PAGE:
“The key to success is not just one project, but changing these projects into programs,” Markus Tracy, teaching artist, said. “Where there are long-sustaining programs that continue.”

Tracy said these projects could turn into teaching opportunities. He has helped over 100 schools infuse art into core subjects such as math and science.

“There is a connection, an arts connection,” Tracy said. “I had a team of artist and educators work together on how we could implement this with mural programs.”

Tracy also suggested ideas on funding, such as the Local or Federal Arts Council and the National Endowment for the Arts.

Just five months ago, the communities of San Pedro and Wilmington were awarded more than $500,000 in grants to 19 organizations from the Harbor Community Benefit Foundation.

The grants were awarded to local organizations such as Rainbow Services and Sharefest Community Development, which were awarded $22,000 and $45,000 respectively. Both organizations were chosen to be awarded for the development of murals.

Rainbow Services is part of a network that aims to keep families safe by helping women and children who are at risk of domestic violence. The grant donation will assist in the Community Arts and Beautification Project, which include the installation of a hand-painted tile mural. Rainbow Services’ child enrichment program helps children recover from family violence and to help their families regain stability. The enrichment program’s curriculum includes arts and crafts, which it says promotes healthy growth and development.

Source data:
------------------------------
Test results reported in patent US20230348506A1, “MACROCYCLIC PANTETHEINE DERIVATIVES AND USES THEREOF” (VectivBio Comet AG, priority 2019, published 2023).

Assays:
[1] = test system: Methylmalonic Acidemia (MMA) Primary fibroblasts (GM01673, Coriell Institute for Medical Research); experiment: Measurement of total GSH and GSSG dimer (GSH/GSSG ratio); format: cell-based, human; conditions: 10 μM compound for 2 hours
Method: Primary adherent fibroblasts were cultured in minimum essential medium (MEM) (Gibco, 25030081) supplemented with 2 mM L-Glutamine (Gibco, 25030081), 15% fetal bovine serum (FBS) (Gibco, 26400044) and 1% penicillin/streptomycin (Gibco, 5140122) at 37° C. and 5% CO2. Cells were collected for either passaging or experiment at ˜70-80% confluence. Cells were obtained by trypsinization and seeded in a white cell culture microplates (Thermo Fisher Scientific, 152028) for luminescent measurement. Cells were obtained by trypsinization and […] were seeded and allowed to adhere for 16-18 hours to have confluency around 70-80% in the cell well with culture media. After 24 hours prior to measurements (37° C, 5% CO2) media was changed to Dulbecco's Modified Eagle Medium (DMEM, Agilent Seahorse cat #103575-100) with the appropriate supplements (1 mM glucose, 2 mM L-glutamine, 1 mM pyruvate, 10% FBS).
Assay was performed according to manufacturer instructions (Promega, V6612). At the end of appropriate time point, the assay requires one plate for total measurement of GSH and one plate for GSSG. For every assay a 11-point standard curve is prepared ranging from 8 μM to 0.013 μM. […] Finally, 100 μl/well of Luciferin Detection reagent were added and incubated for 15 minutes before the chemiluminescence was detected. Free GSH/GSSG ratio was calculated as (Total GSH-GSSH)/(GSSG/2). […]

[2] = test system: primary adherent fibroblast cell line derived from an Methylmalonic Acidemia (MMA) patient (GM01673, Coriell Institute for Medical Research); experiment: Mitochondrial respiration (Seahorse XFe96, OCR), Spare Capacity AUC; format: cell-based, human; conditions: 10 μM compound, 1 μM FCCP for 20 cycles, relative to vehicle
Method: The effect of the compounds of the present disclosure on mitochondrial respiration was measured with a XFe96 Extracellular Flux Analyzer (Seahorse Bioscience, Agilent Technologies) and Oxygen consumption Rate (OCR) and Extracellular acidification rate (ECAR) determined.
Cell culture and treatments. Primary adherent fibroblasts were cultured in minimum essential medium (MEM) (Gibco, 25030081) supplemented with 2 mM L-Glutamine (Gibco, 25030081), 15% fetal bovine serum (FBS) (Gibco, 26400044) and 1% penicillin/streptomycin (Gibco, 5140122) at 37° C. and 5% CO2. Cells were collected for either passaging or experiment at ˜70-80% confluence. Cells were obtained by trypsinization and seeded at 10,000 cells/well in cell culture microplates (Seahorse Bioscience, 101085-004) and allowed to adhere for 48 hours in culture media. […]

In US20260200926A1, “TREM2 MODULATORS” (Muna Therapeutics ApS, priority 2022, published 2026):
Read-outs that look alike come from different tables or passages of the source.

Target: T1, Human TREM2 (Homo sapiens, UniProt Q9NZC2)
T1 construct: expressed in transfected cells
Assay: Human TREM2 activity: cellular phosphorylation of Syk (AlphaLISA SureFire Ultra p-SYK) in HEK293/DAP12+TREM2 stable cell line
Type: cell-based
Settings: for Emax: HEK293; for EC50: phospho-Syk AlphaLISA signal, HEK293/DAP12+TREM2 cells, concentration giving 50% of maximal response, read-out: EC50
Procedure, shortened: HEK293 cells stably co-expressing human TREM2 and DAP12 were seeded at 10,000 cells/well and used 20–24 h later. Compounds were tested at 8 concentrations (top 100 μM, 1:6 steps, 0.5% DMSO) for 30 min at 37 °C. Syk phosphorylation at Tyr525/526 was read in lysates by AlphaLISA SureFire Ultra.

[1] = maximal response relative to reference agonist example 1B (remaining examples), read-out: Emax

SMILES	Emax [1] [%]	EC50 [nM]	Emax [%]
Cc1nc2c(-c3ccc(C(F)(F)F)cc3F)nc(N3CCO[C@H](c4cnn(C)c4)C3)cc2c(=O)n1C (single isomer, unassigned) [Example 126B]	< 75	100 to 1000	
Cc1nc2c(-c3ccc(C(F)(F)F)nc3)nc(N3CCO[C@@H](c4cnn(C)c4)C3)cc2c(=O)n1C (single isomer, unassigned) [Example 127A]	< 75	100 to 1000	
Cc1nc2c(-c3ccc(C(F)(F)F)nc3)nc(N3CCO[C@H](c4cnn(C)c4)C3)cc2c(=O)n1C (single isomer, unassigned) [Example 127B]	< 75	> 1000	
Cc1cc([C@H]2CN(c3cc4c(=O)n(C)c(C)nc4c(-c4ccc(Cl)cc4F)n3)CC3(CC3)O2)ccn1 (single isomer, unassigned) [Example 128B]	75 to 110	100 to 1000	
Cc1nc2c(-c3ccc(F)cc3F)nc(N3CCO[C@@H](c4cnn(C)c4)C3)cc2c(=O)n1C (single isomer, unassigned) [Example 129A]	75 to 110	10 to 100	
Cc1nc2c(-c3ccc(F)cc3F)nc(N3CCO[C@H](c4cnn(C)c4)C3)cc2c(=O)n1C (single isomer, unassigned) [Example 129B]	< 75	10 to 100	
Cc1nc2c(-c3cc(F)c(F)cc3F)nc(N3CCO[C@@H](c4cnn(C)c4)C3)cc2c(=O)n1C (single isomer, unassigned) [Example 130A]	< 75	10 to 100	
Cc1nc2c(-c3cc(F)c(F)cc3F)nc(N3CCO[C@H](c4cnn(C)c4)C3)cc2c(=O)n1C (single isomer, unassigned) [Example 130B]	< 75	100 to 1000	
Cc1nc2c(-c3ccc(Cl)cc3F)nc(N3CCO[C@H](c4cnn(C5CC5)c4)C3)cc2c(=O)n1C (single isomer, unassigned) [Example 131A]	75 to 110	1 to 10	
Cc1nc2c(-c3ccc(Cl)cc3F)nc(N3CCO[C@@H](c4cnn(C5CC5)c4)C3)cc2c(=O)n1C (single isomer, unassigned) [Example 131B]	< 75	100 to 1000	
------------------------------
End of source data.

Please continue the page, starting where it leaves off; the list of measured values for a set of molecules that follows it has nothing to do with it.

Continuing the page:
Private organizations aside, Isabel Rojas-Williams, executive director of the Mural Conservancy of Los Angeles, said money for public murals is sparse.

“There’s never money for the arts,” she said.

A mural’s price tag can vary depending on the size of the mural, the building where the mural is painted and the caliber of the artist.

“Murals, they fade,” she said. “And every 10 years they need to be restored.”

Murals are traditionally considered paintings on a wall, however, a new form of street art is the painting of utility boxes on street corners. Rojas-Williams believes this is a non-traditional definition of a mural, but that it brings art directly to the streets of a community.

“In so many communities such as Wilmington and hopefully in San Pedro it helps bring themes and issues that are related to that community,” she said. “The kids who may walk by say, ‘Oh there’s Malcolm X or there’s Cesar Chavez’. It can bring a piece of history to the streets.”

The history of LA could also be seen in the murals that currently exist. This summer the Mural Conservancy of Los Angeles will restore the 1984 Olympic murals in time for its 30th Anniversary. Restoration of these murals to commemorate the games has already begun.

In addition to community discussions, educational programs and city beautification murals could paint the cultures of the community, which are just as diverse as the colors used in murals.

“Murals are narratives, they are open books,” Rojas-Williams said. “When you look at the mural and you can read the story of your community that’s a mural."

Many of the utility boxes in LA and in surrounding communities are covered in graffiti.
Click on the video for more! | People who walk or drive by 2nd Street in Long Beach may be entertained or educated by utility boxes that are all painted, such as the one above.

Eyes Mural by Ruben Soto | Dick Clark

Eyes Mural by Ruben Soto | Sylvester Stallone

Eyes Mural by Ruben Soto | Kent Twitchell